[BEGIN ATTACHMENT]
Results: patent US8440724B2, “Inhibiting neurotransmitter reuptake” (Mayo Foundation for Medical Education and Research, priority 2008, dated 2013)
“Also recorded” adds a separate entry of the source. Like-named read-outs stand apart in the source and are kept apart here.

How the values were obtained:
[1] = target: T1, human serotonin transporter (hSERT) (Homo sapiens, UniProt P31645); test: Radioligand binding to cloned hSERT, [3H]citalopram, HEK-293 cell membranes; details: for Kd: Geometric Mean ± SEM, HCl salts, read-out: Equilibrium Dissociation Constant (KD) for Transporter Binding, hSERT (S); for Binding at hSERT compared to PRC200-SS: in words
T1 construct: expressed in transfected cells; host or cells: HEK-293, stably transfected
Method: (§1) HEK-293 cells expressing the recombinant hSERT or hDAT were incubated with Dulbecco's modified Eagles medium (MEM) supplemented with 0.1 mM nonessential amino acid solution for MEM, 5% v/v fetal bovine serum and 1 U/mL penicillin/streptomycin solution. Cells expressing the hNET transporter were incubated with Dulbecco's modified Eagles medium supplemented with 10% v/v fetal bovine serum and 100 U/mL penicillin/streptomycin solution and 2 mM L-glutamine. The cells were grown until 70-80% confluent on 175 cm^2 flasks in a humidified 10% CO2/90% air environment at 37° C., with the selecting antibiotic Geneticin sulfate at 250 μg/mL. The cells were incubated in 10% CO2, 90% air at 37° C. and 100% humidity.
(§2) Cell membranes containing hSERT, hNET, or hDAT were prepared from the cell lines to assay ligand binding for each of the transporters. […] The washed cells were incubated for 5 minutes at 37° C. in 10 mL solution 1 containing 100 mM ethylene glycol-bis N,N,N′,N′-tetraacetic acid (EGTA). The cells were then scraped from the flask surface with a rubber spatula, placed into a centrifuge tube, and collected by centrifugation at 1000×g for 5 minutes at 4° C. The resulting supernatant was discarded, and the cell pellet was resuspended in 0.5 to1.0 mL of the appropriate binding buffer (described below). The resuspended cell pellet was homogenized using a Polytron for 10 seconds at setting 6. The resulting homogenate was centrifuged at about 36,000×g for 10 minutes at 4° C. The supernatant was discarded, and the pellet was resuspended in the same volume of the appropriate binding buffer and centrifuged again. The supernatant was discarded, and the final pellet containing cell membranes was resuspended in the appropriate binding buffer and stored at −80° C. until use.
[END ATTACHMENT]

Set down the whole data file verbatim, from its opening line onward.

Results: patent US8440724B2, “Inhibiting neurotransmitter reuptake” (Mayo Foundation for Medical Education and Research, priority 2008, dated 2013)
“Also recorded” adds a separate entry of the source. Like-named read-outs stand apart in the source and are kept apart here.

How the values were obtained:
[1] = target: T1, human serotonin transporter (hSERT) (Homo sapiens, UniProt P31645); test: Radioligand binding to cloned hSERT, [3H]citalopram, HEK-293 cell membranes; details: for Kd: Geometric Mean ± SEM, HCl salts, read-out: Equilibrium Dissociation Constant (KD) for Transporter Binding, hSERT (S); for Binding at hSERT compared to PRC200-SS: in words
T1 construct: expressed in transfected cells; host or cells: HEK-293, stably transfected
Method: (§1) HEK-293 cells expressing the recombinant hSERT or hDAT were incubated with Dulbecco's modified Eagles medium (MEM) supplemented with 0.1 mM nonessential amino acid solution for MEM, 5% v/v fetal bovine serum and 1 U/mL penicillin/streptomycin solution. Cells expressing the hNET transporter were incubated with Dulbecco's modified Eagles medium supplemented with 10% v/v fetal bovine serum and 100 U/mL penicillin/streptomycin solution and 2 mM L-glutamine. The cells were grown until 70-80% confluent on 175 cm^2 flasks in a humidified 10% CO2/90% air environment at 37° C., with the selecting antibiotic Geneticin sulfate at 250 μg/mL. The cells were incubated in 10% CO2, 90% air at 37° C. and 100% humidity.
(§2) Cell membranes containing hSERT, hNET, or hDAT were prepared from the cell lines to assay ligand binding for each of the transporters. […] The washed cells were incubated for 5 minutes at 37° C. in 10 mL solution 1 containing 100 mM ethylene glycol-bis N,N,N′,N′-tetraacetic acid (EGTA). The cells were then scraped from the flask surface with a rubber spatula, placed into a centrifuge tube, and collected by centrifugation at 1000×g for 5 minutes at 4° C. The resulting supernatant was discarded, and the cell pellet was resuspended in 0.5 to1.0 mL of the appropriate binding buffer (described below). The resuspended cell pellet was homogenized using a Polytron for 10 seconds at setting 6. The resulting homogenate was centrifuged at about 36,000×g for 10 minutes at 4° C. The supernatant was discarded, and the pellet was resuspended in the same volume of the appropriate binding buffer and centrifuged again. The supernatant was discarded, and the final pellet containing cell membranes was resuspended in the appropriate binding buffer and stored at −80° C. until use.